February 1952


Author Affiliations

From the Department of Surgery, Division of Otolaryngology, and in conjunction with the Chest Laboratory of the Department of Medicine, University of Rochester School of Medicine and Dentistry, Rochester, N. Y., and in conjunction with the Bronchoscopic Service of the Batavia Veterans Hospital, Batavia, N. Y.

AMA Arch Surg. 1952;64(2):250-252. doi:10.1001/archsurg.1952.01260010262016

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WITH THE development of thoracic medicine and surgery in the past decades, the desirability of tracheobronchial catheterization has become ever more frequent. Whereas in the beginning it was seldom used except for the introduction of lipiodal into the tracheobronchial tree, the procedure, in one form or another, can be adapted in a multitude of ways in modern diagnosis and treatment.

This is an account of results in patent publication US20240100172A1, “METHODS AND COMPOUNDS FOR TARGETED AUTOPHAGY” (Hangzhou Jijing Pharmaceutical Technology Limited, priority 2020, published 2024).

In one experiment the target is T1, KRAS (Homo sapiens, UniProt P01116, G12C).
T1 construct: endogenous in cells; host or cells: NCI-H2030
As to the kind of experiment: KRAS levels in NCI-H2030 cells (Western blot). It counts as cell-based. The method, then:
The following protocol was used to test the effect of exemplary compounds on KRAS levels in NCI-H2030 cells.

One point that is of interest to an endoscopist is the apparent difficulty which many members of the profession have in "getting the catheter into the trachea." Even among endoscopists themselves, the various methods of introduction of such a catheter run a gamut of instrumentation from blind intubation to the use of the more complicated laryngoscopes and bronchoscopes.

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